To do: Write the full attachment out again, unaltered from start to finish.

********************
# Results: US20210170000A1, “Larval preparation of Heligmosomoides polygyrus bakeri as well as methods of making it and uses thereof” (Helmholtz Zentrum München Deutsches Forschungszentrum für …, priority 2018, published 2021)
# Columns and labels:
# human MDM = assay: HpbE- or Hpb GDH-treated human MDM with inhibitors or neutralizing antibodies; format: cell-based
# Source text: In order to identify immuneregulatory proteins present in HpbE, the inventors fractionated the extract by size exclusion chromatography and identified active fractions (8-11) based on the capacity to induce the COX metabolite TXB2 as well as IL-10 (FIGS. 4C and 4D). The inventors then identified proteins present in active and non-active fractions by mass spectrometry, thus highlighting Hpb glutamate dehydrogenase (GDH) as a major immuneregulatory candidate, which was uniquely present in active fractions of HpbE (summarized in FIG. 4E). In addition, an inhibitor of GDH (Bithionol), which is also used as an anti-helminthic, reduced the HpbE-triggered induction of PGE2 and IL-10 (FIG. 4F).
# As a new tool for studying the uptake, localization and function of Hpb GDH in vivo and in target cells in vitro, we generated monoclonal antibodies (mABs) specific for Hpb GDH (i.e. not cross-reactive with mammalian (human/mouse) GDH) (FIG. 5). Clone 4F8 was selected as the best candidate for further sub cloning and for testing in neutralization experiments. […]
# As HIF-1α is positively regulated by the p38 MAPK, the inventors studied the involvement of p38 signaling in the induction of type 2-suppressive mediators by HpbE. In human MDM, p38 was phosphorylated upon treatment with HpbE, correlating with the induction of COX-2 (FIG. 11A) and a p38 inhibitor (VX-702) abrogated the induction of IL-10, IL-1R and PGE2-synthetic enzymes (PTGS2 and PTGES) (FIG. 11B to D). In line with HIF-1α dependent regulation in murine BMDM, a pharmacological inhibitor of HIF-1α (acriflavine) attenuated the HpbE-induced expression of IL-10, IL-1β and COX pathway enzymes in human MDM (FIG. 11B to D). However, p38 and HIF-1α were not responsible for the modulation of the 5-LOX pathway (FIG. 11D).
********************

# Results: US20210170000A1, “Larval preparation of Heligmosomoides polygyrus bakeri as well as methods of making it and uses thereof” (Helmholtz Zentrum München Deutsches Forschungszentrum für …, priority 2018, published 2021)
# Columns and labels:
# human MDM = assay: HpbE- or Hpb GDH-treated human MDM with inhibitors or neutralizing antibodies; format: cell-based
# Source text: In order to identify immuneregulatory proteins present in HpbE, the inventors fractionated the extract by size exclusion chromatography and identified active fractions (8-11) based on the capacity to induce the COX metabolite TXB2 as well as IL-10 (FIGS. 4C and 4D). The inventors then identified proteins present in active and non-active fractions by mass spectrometry, thus highlighting Hpb glutamate dehydrogenase (GDH) as a major immuneregulatory candidate, which was uniquely present in active fractions of HpbE (summarized in FIG. 4E). In addition, an inhibitor of GDH (Bithionol), which is also used as an anti-helminthic, reduced the HpbE-triggered induction of PGE2 and IL-10 (FIG. 4F).
# As a new tool for studying the uptake, localization and function of Hpb GDH in vivo and in target cells in vitro, we generated monoclonal antibodies (mABs) specific for Hpb GDH (i.e. not cross-reactive with mammalian (human/mouse) GDH) (FIG. 5). Clone 4F8 was selected as the best candidate for further sub cloning and for testing in neutralization experiments. […]
# As HIF-1α is positively regulated by the p38 MAPK, the inventors studied the involvement of p38 signaling in the induction of type 2-suppressive mediators by HpbE. In human MDM, p38 was phosphorylated upon treatment with HpbE, correlating with the induction of COX-2 (FIG. 11A) and a p38 inhibitor (VX-702) abrogated the induction of IL-10, IL-1R and PGE2-synthetic enzymes (PTGS2 and PTGES) (FIG. 11B to D). In line with HIF-1α dependent regulation in murine BMDM, a pharmacological inhibitor of HIF-1α (acriflavine) attenuated the HpbE-induced expression of IL-10, IL-1β and COX pathway enzymes in human MDM (FIG. 11B to D). However, p38 and HIF-1α were not responsible for the modulation of the 5-LOX pathway (FIG. 11D).